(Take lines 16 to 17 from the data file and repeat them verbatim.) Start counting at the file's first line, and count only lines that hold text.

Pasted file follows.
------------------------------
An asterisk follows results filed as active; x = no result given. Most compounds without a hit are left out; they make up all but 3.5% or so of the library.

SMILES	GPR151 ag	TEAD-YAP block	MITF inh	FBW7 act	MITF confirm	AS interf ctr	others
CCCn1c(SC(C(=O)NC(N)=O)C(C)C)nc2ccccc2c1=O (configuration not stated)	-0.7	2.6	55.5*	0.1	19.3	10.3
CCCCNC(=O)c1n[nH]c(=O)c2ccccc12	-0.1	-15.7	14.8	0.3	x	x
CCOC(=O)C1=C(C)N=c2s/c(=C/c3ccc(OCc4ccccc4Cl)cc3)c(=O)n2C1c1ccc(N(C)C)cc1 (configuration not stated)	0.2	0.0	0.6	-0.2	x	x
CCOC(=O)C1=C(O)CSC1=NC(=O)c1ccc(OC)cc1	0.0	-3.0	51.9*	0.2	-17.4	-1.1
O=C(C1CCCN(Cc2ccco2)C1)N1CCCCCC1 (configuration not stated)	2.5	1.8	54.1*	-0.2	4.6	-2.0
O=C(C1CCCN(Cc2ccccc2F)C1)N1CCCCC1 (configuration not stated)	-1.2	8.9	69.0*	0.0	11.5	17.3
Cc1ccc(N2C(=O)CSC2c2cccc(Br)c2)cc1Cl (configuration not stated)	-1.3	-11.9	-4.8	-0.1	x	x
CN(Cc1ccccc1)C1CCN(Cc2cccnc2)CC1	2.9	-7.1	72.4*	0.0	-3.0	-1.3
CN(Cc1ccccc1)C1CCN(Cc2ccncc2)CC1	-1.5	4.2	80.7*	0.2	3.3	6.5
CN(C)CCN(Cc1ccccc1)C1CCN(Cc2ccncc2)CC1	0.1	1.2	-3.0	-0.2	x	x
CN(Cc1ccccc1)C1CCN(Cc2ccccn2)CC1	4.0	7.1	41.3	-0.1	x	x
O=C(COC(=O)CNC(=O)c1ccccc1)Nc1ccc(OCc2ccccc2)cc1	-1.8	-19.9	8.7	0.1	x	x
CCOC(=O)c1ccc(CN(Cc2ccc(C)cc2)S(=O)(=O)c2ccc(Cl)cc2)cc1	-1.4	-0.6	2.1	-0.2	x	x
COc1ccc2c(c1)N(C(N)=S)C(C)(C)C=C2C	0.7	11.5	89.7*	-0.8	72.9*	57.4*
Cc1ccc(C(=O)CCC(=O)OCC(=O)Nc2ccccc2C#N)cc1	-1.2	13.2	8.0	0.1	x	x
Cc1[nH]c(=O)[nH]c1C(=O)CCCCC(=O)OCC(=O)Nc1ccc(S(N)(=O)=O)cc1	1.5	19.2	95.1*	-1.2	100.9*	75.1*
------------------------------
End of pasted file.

COc1ccc2c(c1)N(C(N)=S)C(C)(C)C=C2C	0.7	11.5	89.7*	-0.8	72.9*	57.4*
Cc1ccc(C(=O)CCC(=O)OCC(=O)Nc2ccccc2C#N)cc1	-1.2	13.2	8.0	0.1	x	x